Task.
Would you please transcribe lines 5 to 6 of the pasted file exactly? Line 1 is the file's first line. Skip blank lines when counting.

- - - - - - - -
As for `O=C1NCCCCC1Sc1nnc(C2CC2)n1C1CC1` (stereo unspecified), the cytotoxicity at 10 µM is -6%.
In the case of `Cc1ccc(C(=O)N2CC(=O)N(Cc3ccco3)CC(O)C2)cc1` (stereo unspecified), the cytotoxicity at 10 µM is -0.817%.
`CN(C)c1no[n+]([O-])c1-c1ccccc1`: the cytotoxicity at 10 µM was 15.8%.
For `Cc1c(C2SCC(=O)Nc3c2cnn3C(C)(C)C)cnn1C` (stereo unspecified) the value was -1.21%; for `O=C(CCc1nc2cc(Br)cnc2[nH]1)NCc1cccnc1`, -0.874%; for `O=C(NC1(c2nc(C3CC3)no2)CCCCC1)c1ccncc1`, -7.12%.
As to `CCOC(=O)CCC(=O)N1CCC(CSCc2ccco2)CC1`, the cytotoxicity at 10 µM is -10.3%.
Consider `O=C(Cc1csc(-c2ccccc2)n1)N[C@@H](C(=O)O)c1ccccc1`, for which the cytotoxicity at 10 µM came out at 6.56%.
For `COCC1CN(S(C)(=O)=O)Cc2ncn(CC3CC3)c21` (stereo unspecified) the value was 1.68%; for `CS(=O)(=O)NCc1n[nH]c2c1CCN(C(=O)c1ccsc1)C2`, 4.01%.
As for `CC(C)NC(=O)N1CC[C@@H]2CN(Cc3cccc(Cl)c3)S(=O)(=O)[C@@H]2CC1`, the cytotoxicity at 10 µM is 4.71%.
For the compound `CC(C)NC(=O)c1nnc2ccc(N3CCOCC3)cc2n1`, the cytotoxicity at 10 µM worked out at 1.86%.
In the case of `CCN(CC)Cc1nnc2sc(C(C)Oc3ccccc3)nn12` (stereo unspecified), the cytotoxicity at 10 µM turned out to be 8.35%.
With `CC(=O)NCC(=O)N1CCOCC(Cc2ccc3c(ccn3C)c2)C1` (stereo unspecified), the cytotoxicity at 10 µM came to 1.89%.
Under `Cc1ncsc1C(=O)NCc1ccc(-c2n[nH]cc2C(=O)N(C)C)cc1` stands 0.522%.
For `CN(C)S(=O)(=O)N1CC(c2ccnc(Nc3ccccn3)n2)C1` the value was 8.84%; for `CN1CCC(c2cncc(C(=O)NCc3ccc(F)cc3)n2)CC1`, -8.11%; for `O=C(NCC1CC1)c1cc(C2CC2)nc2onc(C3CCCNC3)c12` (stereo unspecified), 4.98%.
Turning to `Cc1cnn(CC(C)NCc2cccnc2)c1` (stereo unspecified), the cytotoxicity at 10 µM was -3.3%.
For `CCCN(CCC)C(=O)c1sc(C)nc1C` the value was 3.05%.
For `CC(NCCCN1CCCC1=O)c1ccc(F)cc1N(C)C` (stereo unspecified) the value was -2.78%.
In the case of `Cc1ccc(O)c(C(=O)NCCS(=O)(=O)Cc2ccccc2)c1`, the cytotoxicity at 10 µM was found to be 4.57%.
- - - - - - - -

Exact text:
As to `CCOC(=O)CCC(=O)N1CCC(CSCc2ccco2)CC1`, the cytotoxicity at 10 µM is -10.3%.
Consider `O=C(Cc1csc(-c2ccccc2)n1)N[C@@H](C(=O)O)c1ccccc1`, for which the cytotoxicity at 10 µM came out at 6.56%.